Hulk: The End
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Hulk: The End (The Incredible Hulk)

3.98 of 5 stars 3.98  ·  rating details  ·  994 ratings  ·  42 reviews
Chronicling the final days of the Green Goliath Peter David and Dale Keown, creative team on some of the Hulk's most memorable tales, reunite to produce this searing vision of the future in which Bruce Banner, the Incredible Hulk, is the last man on Earth. It's the Hulk's final battle, as "The Last Titan" wrestles his inner-demons in order to discover his place in a dying...more
Hardcover, 152 pages
Published January 30th 2008 by Marvel Comics (first published 2002)
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Community Reviews

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Nicolo Yu
This trade paperback collects two separate tales of the Hulk in a dystopian setting. Both these stories are written by Peter David and feature two stellar artists in George Perez and Dale Keown. This paperback collection is not my preferred format. Considering the superb quality of the stories within, I’d rather have this in hardcover. David’s tales of the Jade Giant, especially his lengthy run on the monthly title Incredible Hulk and special projects like these two stories are among the best re...more
This one pairs up Hulk: Future Imperfect and Hulk: The End. Of the two, the End is the better story, but Future Imperfect is still a decent story, just not having aged as well, with the artwork looking dated. Both are manifestos on the Hulk and how he's nearly indestructible; one set in the Dystopian future, where Hulk finds himself being summoned to help fight the evil Maestro, a character as powerful as Hulk himself; the other focuses on Hulk as the last Human alive on Earth.
Hulk:The End is a...more
P Fosten
I'd originally read 'Future Imperfect' when it came out and remembered enjoying it. Re-reading it now it's slightly less awe inspiring and status quo changing then 20 years ago but is still a solidly written (and impeccably executed artistically by George Perez) super-hero yarn.

'The End' is something else. The Hulk and Banner are the last human alive in a post apocalyptic wasteland, chased by mutated bugs and surviving purely on their ability to absorb radiation. Banner is ageing (200 years old...more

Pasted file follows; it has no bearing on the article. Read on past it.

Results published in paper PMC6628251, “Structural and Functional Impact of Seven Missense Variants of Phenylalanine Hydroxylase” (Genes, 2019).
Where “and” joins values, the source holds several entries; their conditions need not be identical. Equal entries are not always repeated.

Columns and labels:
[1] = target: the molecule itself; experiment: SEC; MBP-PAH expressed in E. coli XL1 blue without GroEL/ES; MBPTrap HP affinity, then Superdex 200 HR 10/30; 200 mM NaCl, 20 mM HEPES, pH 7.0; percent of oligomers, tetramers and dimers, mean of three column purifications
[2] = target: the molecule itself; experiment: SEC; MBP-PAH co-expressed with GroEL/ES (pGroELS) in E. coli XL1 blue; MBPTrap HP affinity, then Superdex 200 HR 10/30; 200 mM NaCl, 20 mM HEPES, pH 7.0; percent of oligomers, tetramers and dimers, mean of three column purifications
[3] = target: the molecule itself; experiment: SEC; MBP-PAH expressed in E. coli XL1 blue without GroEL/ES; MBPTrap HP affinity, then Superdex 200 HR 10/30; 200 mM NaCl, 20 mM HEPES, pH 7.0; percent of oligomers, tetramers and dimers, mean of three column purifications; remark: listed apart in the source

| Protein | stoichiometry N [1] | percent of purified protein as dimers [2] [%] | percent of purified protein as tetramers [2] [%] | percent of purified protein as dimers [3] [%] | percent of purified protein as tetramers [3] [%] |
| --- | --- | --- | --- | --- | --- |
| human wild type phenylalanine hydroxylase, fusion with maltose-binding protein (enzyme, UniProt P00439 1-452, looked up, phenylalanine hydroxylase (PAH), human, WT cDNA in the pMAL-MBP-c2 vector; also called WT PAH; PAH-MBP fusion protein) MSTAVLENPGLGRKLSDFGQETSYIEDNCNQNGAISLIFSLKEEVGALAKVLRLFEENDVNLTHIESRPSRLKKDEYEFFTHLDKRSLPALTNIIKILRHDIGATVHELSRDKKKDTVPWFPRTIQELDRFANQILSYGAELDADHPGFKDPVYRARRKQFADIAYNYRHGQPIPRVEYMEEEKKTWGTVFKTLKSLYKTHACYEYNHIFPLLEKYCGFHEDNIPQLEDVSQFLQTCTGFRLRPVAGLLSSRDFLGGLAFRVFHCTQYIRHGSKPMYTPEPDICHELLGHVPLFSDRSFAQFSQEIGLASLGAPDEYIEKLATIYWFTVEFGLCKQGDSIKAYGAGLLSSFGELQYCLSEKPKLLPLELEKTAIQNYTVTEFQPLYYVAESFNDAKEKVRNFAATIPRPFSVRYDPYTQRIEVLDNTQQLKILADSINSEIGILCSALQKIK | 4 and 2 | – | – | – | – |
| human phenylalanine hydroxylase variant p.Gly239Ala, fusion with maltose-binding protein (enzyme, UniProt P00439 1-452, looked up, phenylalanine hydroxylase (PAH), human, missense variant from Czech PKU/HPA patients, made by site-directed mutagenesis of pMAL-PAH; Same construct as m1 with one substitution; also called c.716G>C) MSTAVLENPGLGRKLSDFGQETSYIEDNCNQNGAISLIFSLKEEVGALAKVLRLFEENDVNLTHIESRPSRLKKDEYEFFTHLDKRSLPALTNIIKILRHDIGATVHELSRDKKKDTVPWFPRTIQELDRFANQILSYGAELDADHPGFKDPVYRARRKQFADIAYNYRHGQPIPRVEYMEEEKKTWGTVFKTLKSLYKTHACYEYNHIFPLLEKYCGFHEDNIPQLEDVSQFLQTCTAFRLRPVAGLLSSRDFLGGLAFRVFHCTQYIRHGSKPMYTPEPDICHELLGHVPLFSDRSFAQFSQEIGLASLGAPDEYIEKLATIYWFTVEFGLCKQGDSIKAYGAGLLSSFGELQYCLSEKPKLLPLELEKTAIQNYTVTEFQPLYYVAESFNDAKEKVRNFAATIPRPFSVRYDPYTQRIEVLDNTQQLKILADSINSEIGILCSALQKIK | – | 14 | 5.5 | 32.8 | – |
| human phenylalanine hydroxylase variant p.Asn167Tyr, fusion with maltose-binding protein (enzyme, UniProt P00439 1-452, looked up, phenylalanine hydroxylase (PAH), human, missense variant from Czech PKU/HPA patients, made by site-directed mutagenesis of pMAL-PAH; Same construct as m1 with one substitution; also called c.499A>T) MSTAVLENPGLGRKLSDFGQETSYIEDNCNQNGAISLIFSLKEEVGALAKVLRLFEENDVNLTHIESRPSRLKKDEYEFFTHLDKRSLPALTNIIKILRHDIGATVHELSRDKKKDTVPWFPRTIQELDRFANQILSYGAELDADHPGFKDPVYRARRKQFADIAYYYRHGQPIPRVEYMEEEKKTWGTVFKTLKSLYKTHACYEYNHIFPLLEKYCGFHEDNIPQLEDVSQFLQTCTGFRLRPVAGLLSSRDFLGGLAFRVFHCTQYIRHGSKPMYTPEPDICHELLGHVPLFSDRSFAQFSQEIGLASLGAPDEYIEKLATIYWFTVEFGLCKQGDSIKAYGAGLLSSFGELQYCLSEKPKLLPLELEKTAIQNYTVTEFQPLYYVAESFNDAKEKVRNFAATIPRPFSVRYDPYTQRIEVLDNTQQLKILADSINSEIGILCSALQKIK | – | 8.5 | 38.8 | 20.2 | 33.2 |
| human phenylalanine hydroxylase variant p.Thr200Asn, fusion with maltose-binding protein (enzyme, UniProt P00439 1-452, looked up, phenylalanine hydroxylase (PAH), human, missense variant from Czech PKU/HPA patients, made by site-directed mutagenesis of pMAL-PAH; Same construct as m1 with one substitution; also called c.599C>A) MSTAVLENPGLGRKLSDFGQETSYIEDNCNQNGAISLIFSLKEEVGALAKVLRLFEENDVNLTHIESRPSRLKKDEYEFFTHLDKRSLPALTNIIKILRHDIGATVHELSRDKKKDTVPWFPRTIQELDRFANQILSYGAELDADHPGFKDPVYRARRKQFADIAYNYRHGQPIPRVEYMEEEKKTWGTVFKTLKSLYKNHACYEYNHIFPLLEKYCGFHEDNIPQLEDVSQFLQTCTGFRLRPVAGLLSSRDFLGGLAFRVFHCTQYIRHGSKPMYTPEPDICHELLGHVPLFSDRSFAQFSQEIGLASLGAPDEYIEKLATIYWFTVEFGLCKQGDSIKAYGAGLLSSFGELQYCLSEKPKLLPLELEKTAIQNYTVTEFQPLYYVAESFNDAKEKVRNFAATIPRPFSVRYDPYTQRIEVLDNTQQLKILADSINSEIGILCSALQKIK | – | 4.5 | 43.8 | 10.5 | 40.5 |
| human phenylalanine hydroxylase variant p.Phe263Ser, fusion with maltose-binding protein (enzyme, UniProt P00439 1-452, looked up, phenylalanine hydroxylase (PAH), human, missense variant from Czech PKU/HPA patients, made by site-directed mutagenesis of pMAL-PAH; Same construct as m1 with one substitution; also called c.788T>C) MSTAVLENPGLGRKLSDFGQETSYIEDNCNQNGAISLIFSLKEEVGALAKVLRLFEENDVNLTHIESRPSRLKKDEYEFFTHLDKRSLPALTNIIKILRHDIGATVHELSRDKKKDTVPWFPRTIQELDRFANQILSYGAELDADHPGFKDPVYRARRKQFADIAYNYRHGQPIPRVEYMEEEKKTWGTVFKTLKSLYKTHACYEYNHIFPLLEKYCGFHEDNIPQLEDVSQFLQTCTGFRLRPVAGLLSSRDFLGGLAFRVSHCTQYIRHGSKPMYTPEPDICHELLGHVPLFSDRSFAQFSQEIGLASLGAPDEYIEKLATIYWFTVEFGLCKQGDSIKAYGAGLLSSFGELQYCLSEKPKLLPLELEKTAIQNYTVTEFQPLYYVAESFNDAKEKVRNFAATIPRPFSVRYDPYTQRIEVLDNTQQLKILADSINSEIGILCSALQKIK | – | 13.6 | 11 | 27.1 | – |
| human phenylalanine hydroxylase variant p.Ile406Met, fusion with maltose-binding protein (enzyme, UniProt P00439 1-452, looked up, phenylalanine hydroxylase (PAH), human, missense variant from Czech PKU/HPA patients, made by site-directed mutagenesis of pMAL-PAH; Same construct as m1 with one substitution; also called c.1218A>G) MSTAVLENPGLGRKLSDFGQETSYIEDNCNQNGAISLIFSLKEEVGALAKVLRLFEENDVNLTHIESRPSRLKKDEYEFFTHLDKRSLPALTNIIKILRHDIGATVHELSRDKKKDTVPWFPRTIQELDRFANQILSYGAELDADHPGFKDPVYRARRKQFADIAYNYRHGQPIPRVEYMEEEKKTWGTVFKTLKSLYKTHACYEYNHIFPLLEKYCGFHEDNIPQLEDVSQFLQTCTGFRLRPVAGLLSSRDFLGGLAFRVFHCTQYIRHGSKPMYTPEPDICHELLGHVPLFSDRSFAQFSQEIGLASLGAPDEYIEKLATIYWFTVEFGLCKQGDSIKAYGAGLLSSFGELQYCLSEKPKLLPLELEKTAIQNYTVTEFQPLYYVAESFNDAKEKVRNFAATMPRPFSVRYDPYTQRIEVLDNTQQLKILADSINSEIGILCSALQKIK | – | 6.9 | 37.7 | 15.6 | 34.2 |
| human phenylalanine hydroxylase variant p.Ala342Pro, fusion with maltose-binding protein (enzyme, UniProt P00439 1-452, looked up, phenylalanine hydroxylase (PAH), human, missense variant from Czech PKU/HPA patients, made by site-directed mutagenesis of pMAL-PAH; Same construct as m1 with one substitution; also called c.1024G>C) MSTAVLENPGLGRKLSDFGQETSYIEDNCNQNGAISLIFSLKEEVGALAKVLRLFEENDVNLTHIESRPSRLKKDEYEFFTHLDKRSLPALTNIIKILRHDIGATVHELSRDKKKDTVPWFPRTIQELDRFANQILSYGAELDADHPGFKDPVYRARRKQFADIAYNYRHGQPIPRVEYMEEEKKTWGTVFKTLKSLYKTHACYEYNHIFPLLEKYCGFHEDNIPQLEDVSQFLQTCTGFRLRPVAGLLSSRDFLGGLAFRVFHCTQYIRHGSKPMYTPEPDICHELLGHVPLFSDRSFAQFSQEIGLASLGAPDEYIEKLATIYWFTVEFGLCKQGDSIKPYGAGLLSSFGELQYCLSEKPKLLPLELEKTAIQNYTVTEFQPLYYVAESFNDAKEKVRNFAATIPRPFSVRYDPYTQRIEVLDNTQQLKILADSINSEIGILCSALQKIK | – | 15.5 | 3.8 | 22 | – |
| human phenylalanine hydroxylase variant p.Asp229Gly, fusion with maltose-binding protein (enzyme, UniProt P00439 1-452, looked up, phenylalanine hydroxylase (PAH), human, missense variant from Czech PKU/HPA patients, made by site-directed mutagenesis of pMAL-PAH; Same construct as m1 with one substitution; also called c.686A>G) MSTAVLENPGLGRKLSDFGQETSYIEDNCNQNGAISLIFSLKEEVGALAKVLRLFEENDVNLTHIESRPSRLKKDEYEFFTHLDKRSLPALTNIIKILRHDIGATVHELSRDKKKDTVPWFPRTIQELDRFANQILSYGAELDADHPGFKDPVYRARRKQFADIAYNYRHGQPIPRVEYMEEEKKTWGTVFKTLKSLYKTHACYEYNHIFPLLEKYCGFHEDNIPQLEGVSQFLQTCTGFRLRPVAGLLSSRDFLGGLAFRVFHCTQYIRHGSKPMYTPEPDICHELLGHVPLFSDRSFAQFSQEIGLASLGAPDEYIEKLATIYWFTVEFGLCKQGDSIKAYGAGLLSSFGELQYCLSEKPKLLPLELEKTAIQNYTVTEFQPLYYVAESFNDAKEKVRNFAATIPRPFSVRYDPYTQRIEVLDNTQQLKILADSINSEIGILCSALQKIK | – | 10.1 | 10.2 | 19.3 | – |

***Dave Hill
This graphic novel collects the David's "Future Imperfect"collaboration with George Perez and his much darker "The End" collaboration with Dale McKeown. Both were previously available in separate volumes.

Unlike many stand-alone tales, "Future Imperfect" is considered canon, and Hulk's fear of eventually becoming the Maestro -- power-mad tyrant over the post-war dregs of humanity -- continue to show up in Hulk lore even today. Perez' art is at its loveliest, and David's grip on the character and...more

Also mildly offensive, but mostly boring.

The trade paperback has two stories: Future Imperfect and The Last Titan, both by Peter David.

Future Imperfect

It had never before occurred to me that the many dangers the Hulk faced in his life might include rape. I wish it had never occurred to Peter David, either.

Other than that, the tale is a fairly dull, meandering thing. In the future, humanity has faced the one enemy superheroes can't defend against: It has destroyed itself. I bring this up b...more
John Constantine
It should be a 4.5 but goodread is restricting me to 4 or 5, and it's not really a 5 to me.

This is my second reading.

Nice bleak story. With Hulk (and Banner, because he is attached to him; or viceversa) surviving a nuclear war. Banner says he is 200 year old (because of the Hulk) and wants to die. Hulk wants to live, to be the strongest there is, not give satisfaction to his enemies (which are all dead) by dying, and to be left alone. He doesn't care. But Hulk can't live without Banner (because...more
This trade contains two stories. Future Imperfect, an older Hulk tale by Peter David, and The Last Titan, also by David.

I preferred the artwork in Future Imperfect but since the CBC was still in effect it suffered from some pretty hokey dialogue. Nothing wrong with the story really, just bad dialogue at no fault of the writer. I give this one on its own three stars as it was pretty well worn territory. Time-travel to stop a dystopian future. The Hulk character just made the well worn plot a bit...more
Sep 07, 2008 David rated it 5 of 5 stars
Recommends it for: Hulk!
Shelves: graphic-novels